We are top of the table after seven league matches – we won all of them. Winning the league will see us playing in the EUFA Women’s Champions League – and that is where we want to see ourselves, that is what the club directors want.
Being there will help us grow as a club and as individuals because it is a higher level where you meet champions of leagues from other countries – and competition is very high. So preparation starts now, not when we qualify.
You have already scored a goal for your club:
We played a cup match before the start of the season and I scored my first goal for the club. I was so happy when I got on the score sheet, and this happened after the director came to see us and encourage us to do well, so the goal meant a lot to me. We wanted to win so badly.
During pre-season I scored three goals in friendly matches, so I am confident they will come in the league. So far I have played six games (90 minutes each) and only one where I played about 70 minutes.
They have played a major role in my career – if there was no Sasol League there would be no Lebogang Ramalepe. Back home in Limpopo, I was training with boys and girls so that when I get to the National team I am ready because the level was higher and with the help of the Sasol League I managed to keep in good shape. I have travelled a lot with Banyana Banyana and I have grown as an individual, but it was the Sasol League that provided the platform and opportunity for all of us women footballers.
Sasol are the best – without them the careers of our top women players would not be in the spotlight as it is happening now. We all went through the Sasol League to be where we are, we were groomed there – their involvement is very crucial.
My prayer is that their relationship with SAFA must remain so they also help the next generation of players because if truth be told, the Sasol League has uplifted our lives and we are all living testimonies.
Advice to young players still at Sasol League:
First of all, don’t give up on anything in life –no matter how difficult things get. For instance, there will be times when games will not be played due to reasons beyond your control, but just keep the faith and keep your heads up high. We also went through the same challenges but here we are today still standing tall and strong. Hold on to this piece of advice – the Sasol League is a stepping-stone to a brighter future and we are proof of that. Now it is up to you to make it happen because you have been provided with the platform and the opportunity. If you don’t play at a higher level, at least you can still study – or do them both.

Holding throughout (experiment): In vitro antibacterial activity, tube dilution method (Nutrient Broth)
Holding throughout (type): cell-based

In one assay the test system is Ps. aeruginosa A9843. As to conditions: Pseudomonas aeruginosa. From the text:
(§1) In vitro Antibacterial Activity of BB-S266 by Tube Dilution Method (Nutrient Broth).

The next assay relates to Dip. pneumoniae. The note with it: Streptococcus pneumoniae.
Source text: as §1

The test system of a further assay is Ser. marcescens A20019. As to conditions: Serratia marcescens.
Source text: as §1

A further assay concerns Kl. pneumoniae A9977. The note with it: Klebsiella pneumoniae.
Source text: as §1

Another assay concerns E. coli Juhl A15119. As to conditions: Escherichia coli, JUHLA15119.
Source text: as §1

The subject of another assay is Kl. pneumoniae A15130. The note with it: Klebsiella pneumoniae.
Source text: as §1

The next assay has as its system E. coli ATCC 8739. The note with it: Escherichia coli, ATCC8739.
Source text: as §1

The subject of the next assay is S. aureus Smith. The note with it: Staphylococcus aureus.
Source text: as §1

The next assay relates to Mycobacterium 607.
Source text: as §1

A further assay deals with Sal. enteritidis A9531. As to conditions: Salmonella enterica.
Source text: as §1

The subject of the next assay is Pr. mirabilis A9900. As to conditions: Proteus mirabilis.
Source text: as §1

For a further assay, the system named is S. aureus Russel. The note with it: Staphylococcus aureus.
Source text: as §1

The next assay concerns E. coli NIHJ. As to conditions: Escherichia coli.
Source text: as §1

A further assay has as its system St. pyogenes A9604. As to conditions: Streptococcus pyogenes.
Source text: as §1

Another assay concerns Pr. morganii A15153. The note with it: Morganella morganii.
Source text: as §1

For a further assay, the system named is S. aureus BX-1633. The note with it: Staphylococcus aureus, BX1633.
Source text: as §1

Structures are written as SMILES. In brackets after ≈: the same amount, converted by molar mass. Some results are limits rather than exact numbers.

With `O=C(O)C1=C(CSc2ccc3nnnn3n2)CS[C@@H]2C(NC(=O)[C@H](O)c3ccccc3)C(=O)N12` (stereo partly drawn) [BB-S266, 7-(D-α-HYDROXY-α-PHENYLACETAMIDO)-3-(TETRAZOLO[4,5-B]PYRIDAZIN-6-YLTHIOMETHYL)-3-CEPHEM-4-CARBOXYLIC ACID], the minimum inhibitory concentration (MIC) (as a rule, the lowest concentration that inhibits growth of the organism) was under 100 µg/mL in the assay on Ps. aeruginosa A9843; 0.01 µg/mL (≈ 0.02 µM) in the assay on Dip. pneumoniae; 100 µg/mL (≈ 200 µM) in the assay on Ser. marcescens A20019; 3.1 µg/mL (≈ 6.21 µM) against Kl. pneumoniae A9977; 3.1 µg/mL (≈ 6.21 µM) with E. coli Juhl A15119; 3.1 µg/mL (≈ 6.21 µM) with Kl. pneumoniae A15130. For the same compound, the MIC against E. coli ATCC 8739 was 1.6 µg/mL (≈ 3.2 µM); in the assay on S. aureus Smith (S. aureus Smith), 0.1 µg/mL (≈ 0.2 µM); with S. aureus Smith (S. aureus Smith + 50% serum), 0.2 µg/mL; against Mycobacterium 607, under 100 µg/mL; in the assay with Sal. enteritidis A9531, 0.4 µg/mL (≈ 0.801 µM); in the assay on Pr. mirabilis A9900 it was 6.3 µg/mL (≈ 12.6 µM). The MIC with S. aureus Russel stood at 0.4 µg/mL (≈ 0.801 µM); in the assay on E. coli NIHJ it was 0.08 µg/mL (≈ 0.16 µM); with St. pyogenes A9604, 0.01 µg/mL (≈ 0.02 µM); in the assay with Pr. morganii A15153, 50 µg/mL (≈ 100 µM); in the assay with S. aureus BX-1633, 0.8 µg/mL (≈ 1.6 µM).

Banyana Banyana players are moving abroad in numbers:
It is good that so many of us are now playing abroad, this can only mean a stronger national team. The challenge might be that as we will all be coming from different playing and coaching philosophies, we need to gel according to the style of the national team. We must show the difference that we are playing at a higher level. We must share the experiences that we bring back from our clubs.
SAFA National League:
I was very heartbroken when I could not play in that league after working so hard to help my team win the provincial league, and get to the playoffs where we finished second – thus qualifying for the National League. First of all Covid-19 stopped all the games in 2020 and I could not participate in the league, then as we were preparing for a restart, I had to move to Belarus. I am not complaining because God had other plans for me – to go and use my experience somewhere, and in the process fulfill my childhood dream of playing abroad. But all is not lost, I can sill come back and play in the National League. I am still in contact with my home team and I always encourage them to do well. I know they played the Limpopo derby this past weekend and lost – it is a minor setback. I am confident they will reverse the result in the second round. Anyway, this battle has been going on since our days in the Sasol League, so it is not surprising that it is continuing in the National League.
To be honest, this is what I have always wanted, so for now my plan is to stay in Europe for a while longer. I still want to explore different countries, I need to grow as a player and as a person and don’t want to be in the comfort zone. But then again, sometimes things don’t go the way you always want them to, so I will wait and see. Right now, I am enjoying every minute and loving the experience.
Jersey number 25 in Belarus?
This has a very special meaning to my family and me – it is my mother’s birthdate. When I left home I said to her I am going to use number 25 should I find it is available, if not, I will try and get my usual number 3 – which is my birthdate. So I get here, and boom, here’s number 25 and is available, I was so excited and jumped for it. So every time I run on to the field, I carry blessings from my mother and I know she has my back at all time. This adventure is also for her because she has long wanted me to achieve this dream.
Belarus,[a] officially the Republic of Belarus,[b] is a landlocked country in Eastern Europe. It is bordered by Russia to the east and northeast, Ukraine to the south, Poland to the west, and Lithuania and Latvia to the northwest. Covering an area of 207,600 square kilometres (80,200 sq mi) and with a population of 9.4 million, Belarus is the thirteenth-largest and the twentieth-most populous country in Europe. The country is administratively divided into seven regions. Minsk is the capital and largest city – Wikipedia.